“You must be so patient.”
If I have heard that once, I’ve heard it a hundred times. I must be so patient. Patient to homeschool my kids.
What is patience anyway? According to Wikipedia patience is “the state of endurance under difficult circumstances, which can mean persevering in the face of delay or provocation without acting on annoyance/anger in a negative way; or exhibiting forbearance when under strain, especially when faced with longer-term difficulties. Patience is the level of endurance one can take before negativity. It is also used to refer to the character trait of being steadfast.”
I definitely have not always been patient.
In my daily homeschool journey, I have definitely been delayed. I have definitely been provoked. I have definitely been under strain, annoyed, and faced with difficulties. Seriously, how many times can one child drop a pencil? I have heard every excuse known to man and womankind. “My stomach hurts. I just hit my knee on the chair. I have a headache.” Visions of children “flunking” SAT tests swirl ‘round in my head.
When I have these days, I have to remind myself why forced schooling does not work well and remind myself not to re-create the very environment we are trying to escape. This can be difficult when your own educational experiences have been ingrained with a certain “look and feel.” When I first started homeschooling, I did the best I could. I started at the beginning. I bought a bunch of books and taught my four year old how to read, write and count.
I had some early clues that my son learned in different ways. Sometimes he was interested in the piles of flash cards, but mostly he wanted to spend his time building. We would often go weeks without touching “the books” and then something would catch his interest and he would sit for eight hours at a stretch just so he could have the satisfaction of reaching the end.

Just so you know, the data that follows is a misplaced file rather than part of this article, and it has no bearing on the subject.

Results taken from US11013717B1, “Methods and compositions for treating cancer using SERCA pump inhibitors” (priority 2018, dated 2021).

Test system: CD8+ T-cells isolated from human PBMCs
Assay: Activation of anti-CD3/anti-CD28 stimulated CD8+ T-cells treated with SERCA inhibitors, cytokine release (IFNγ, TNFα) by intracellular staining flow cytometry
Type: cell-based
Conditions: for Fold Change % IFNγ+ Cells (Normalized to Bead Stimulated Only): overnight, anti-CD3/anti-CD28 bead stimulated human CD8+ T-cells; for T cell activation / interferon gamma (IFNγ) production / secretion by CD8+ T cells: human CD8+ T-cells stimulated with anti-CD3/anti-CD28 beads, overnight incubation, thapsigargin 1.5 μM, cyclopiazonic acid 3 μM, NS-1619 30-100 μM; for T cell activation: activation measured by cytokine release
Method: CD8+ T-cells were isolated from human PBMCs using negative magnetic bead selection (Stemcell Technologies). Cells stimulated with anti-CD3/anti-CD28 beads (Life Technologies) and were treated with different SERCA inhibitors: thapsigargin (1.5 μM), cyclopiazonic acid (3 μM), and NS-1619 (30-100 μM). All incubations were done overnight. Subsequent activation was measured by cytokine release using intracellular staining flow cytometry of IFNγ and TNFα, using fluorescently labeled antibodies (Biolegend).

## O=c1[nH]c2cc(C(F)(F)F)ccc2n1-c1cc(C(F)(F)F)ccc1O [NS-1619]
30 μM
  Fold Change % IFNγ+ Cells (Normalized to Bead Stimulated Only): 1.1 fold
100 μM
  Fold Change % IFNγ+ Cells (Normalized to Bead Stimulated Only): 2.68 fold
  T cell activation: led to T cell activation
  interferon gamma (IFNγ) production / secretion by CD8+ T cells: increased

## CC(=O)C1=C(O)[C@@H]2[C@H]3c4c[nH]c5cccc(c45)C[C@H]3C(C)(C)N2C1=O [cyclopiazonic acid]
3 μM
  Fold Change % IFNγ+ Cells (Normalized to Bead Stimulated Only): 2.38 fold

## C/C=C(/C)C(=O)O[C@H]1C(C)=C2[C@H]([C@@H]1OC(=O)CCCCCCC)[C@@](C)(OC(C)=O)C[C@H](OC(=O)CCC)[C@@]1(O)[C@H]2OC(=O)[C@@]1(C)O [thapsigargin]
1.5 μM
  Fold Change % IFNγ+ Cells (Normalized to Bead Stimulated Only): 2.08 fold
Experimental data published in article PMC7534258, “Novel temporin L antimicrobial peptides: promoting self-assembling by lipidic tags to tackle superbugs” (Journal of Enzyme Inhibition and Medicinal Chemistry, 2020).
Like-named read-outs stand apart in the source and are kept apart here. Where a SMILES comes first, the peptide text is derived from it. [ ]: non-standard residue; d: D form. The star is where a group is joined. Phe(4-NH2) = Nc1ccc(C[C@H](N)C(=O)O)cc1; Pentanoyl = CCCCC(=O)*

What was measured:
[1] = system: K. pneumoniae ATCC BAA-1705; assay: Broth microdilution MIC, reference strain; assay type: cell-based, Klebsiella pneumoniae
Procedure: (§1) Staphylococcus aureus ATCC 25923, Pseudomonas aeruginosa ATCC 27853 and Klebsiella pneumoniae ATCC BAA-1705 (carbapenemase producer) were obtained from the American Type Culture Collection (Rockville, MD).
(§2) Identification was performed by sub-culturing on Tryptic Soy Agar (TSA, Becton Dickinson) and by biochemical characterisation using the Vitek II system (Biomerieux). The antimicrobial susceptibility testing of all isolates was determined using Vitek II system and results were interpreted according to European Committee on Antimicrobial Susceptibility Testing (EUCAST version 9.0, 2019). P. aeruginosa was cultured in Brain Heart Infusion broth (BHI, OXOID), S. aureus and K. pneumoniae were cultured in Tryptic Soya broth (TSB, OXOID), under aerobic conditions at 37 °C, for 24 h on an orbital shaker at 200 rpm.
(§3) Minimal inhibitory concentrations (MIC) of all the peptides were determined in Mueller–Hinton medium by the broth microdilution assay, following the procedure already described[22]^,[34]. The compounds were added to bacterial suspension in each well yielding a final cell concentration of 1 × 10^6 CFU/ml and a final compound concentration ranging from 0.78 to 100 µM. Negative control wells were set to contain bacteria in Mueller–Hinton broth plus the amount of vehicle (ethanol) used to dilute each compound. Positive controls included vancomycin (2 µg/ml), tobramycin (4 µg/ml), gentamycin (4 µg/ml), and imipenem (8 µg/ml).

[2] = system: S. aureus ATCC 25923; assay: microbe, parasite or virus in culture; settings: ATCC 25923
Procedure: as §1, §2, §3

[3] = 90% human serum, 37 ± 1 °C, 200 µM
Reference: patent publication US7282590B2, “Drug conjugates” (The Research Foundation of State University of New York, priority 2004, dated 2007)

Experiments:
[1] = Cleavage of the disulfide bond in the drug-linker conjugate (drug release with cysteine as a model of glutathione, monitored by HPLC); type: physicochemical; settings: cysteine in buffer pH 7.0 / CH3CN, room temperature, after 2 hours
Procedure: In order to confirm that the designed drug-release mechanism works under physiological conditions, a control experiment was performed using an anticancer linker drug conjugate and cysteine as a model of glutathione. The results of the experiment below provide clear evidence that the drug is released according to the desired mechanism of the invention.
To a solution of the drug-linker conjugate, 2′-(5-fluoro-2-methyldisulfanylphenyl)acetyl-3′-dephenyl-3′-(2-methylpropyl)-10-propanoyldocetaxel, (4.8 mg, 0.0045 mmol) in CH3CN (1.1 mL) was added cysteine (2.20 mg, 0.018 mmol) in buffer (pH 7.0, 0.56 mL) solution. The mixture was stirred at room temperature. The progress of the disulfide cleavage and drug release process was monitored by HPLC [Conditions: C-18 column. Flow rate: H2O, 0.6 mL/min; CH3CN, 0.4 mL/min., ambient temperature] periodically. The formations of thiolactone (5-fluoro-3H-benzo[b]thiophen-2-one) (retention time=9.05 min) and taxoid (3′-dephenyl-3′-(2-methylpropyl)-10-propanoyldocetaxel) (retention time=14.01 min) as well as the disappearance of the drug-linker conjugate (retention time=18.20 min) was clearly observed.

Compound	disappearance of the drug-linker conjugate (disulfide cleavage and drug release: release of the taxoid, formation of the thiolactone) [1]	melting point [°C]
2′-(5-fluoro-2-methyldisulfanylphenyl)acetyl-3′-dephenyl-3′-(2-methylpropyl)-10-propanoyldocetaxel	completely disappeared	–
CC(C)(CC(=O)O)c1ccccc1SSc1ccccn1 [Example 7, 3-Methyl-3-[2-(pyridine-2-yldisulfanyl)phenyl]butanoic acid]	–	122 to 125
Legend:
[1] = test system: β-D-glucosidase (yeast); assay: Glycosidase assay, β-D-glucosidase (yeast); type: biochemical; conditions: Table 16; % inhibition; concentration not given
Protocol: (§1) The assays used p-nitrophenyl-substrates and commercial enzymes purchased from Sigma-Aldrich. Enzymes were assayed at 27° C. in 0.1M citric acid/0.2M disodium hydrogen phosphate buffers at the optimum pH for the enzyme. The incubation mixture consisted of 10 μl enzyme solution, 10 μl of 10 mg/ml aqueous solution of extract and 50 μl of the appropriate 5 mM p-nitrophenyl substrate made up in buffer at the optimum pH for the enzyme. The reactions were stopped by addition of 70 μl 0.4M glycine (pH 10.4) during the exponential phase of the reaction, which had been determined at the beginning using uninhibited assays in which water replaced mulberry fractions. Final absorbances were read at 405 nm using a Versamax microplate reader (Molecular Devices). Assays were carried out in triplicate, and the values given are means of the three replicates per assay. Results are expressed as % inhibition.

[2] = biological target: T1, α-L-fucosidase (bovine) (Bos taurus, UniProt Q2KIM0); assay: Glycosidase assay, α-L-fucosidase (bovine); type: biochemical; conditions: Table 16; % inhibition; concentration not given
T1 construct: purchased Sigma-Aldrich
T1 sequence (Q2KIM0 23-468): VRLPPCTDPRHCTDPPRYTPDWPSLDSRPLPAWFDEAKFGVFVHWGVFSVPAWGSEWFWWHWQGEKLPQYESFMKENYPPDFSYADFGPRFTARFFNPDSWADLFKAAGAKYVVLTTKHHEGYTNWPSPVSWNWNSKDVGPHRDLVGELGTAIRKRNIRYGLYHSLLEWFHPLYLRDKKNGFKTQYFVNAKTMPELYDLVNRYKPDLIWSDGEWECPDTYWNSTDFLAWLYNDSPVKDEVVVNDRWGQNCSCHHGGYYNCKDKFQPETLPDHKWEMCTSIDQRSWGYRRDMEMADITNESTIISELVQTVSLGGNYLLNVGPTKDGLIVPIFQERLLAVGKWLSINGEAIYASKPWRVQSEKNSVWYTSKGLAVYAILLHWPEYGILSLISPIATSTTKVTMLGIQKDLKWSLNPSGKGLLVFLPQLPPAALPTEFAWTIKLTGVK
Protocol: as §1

Still, this was not enough to make me believe that learning did not have to occur in certain ways at certain times, but there is hope for me and I am finally coming around. The biggest challenge of my life has been to let go of the idea of being “schooled.” It is a daily exercise in self-control.
My youngest has taught me a lot about how children learn differently. If he had a choice, he would never sit down. I wonder how painful it would be for him to have to sit for endless hours processing information that he may or may not find interesting.
I recently discovered a rather ingenious and fun way to keep him engaged while he studies math. It involves a small foam ball and a basketball hoop hung on the back of the door. Since he likes to move and sitting still is not his style, whenever he solves a problem correctly he gets to take one shot. If he doesn’t answer correctly he tries again, but loses the chance to shoot a basket.
For every additional correct answer he gets another shot added on–for instance, three correct answers, three shots and so on. I was astounded at how well he responded to this. The fast pace of “the game” stimulates his mind and allows him to focus on what’s in front of him. I let him decide how long he “plays” the game and encourage him to move on to something else when he is ready.
Discovering what works for different children is a little like finding a key to a lock. It takes time, and yes, even patience. I know that in a traditional classroom setting it is difficult, at best, to test all the keys. As a substitute children are often medicated for convenience sake.
I have found greater patience through allowing my children to guide their own learning, paying attention to the cues they are giving me about what makes them tick. When you eliminate conflict over “school work” you create an environment of peace. A peaceful environment is a stimulating and creative place to be.
“You must be so patient.” Patient? If not patient with our own children, then whom do we reserve our patience for?
Photo by Powerhouse Museum Collection. Ladies’ toboggan race. Circa 1900.